MR says: This is especially important to keep in mind when Black Friday shopping or when waiting in long lines at Costco!
“What is wrong with you?!”
The voice on the other end of the line was filled with outrage, and I struggled to keep it together as I clutched the phone between my ear and shoulder. Prefacing my comments with a hard swallow, I said, “I’m so sorry, ma’am. I have a note here saying you were contacted about your order, and it’s obvious that there was some oversight on our part and that didn’t happen.”
“Oversight?!” She was almost screaming now. “You’re in the wrong, and you’re going to cancel my order. Right now. Do you get that? Are you capable of handling that?!”
That evening, as I replayed the things she’d said in my mind and, admittedly, sent angry mental vibes her way, I had a subtle, yet painful stab of guilt. I was suddenly reminded of an email I had sent about a month or two earlier to a guest relations employee at a local amusement park. I’d left a comment on their Facebook page about something their park was doing that disappointed me, and within five minutes, my comment was deleted and I was blocked from their page. It made me angry, angry enough to send a letter through the guest relations link and tell them all why I was never going to their park again and how I was disgusted at the way I’d been treated. I thought I was being right, but whether or not that’s accurate, the truth is that I was being fairly rude. There was a person on the other end of that email, and I’d laid on them all of my anger and frustration as if it was their business to erase all of it for me.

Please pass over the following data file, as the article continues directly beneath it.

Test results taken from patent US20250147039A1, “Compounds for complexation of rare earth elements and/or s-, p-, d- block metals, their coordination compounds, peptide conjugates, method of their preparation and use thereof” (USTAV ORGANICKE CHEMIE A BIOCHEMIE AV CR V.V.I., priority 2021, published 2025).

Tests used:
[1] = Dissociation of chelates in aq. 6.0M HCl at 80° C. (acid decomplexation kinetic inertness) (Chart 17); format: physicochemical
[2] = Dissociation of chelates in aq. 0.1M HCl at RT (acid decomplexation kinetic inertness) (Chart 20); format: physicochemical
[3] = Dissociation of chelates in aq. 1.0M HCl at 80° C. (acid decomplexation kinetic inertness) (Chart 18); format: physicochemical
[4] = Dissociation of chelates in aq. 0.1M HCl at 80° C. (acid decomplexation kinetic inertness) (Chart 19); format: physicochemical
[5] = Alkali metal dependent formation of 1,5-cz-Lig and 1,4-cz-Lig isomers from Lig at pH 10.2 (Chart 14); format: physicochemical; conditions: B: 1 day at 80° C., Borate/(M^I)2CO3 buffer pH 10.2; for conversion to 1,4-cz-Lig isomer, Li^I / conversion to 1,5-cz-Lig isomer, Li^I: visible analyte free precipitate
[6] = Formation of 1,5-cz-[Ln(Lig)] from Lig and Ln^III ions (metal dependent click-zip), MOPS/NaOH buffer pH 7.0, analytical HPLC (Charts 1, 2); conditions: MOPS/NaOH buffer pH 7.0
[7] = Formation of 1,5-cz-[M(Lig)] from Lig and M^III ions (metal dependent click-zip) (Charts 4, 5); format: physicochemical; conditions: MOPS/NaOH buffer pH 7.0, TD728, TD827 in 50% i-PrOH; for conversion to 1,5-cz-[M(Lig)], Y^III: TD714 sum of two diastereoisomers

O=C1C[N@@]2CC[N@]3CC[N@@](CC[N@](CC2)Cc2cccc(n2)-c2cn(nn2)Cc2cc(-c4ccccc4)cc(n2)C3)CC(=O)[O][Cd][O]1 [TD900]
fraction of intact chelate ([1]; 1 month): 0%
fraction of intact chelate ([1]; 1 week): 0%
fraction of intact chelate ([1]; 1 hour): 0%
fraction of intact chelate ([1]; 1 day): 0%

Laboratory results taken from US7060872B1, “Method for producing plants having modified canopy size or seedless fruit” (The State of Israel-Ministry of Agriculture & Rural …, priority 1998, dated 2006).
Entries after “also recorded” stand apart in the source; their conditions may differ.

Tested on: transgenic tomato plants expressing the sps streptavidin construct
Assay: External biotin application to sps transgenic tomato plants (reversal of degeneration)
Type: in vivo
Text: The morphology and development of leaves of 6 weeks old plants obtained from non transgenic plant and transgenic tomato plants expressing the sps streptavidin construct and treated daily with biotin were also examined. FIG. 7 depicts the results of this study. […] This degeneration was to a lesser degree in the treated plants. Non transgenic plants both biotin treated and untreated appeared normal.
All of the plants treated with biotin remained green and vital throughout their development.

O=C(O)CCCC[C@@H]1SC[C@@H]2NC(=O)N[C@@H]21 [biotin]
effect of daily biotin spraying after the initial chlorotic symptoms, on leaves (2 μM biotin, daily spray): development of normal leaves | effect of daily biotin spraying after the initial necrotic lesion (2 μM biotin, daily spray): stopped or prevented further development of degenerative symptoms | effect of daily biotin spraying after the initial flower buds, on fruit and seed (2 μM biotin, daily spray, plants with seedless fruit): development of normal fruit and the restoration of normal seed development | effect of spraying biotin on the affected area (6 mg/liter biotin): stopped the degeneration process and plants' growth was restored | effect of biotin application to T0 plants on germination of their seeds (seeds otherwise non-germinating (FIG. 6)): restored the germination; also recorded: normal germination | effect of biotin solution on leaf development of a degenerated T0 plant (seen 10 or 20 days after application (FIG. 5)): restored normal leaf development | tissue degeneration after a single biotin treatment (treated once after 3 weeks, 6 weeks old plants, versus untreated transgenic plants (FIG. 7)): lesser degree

I’d been, to some extent, that woman who was terrible to me over the phone, and both of us together had been extremely un-Christlike. We’d treated other people, not as the Lord would treat them, but as selfish, demanding human beings would treat them. And, as I’ve learned from three years of customer service experience, we are not isolated cases.